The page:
The IMM algorithm, based on Bayesian theory, enables the transition between models [43]. Each model operates concurrently, passes through a Markov probability matrix and the updated probability of each model to switch models, and then chooses the model that best fits the actual circumstance [44]. It is commonly used in modern, intricate estimation problems. Due to the inherent inaccuracy of single-model formation, its usage is primarily limited to moving target identification and speech recognition [45]. In this paper, it is used in GNSS-R altimetry on multiple platforms with different models.
When conducting spaceborne GNSS-R SSH retrieval, it is common practice to designate a specific time window for calculating average results within a gridded area. Expanding the coverage helps to avoid anomalies in the data that may occur within a single system.
As shown in Figure 1, we first download the CYGNSS and FY-3E data. Then, we use the feature values and feed them into the network. The result is the height of the sea surface. Then, we store the trained network parameters. Next, we mesh the ocean surface. For the same cell, there will be retrieved data from CYGNSS or FY-3E systems, or both, or neither. We design four models, which are based on the Kalman filter. Two of them are developed using CYGNSS’s retrieved results. The other two are from FY-3E’s retrieved results. The IMM-KF approach presented in this paper facilitates adaptive model selection at different time intervals, resulting in a dynamic allocation of weight and probability, ultimately culminating in the fusion of SSH data.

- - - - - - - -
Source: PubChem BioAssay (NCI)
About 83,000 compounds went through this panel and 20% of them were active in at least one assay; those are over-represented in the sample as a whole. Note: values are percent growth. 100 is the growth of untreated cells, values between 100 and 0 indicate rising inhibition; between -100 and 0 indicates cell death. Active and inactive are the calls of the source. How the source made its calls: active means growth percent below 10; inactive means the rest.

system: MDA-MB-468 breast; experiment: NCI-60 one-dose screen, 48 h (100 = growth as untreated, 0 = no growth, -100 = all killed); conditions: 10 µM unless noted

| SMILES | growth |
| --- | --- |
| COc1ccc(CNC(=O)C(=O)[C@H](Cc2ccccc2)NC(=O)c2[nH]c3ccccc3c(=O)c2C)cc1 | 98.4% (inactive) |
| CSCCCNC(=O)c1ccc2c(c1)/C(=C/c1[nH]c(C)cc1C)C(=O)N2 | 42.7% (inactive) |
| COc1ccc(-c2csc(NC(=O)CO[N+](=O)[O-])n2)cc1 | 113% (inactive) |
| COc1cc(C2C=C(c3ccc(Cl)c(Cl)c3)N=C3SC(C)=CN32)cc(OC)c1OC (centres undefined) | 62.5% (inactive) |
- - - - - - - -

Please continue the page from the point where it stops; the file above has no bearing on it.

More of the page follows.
The contributions of this research are as follows:
  • This research demonstrates the effective use of ANNs for retrieving SSHs from datasets provided by the spaceborne GNSS-R platforms CYGNSS and FY-3E, achieving meter-level precision in SSH estimations.
  • The research develops distinct models, each utilizing KF, with implementations based on either CV or CA to describe changes in SSH.
  • This research employs the IMM-KF as the method for integrating and managing the likelihood conversion of four distinct models. It enables the adaptation of the filters to dynamic changes and complex environments.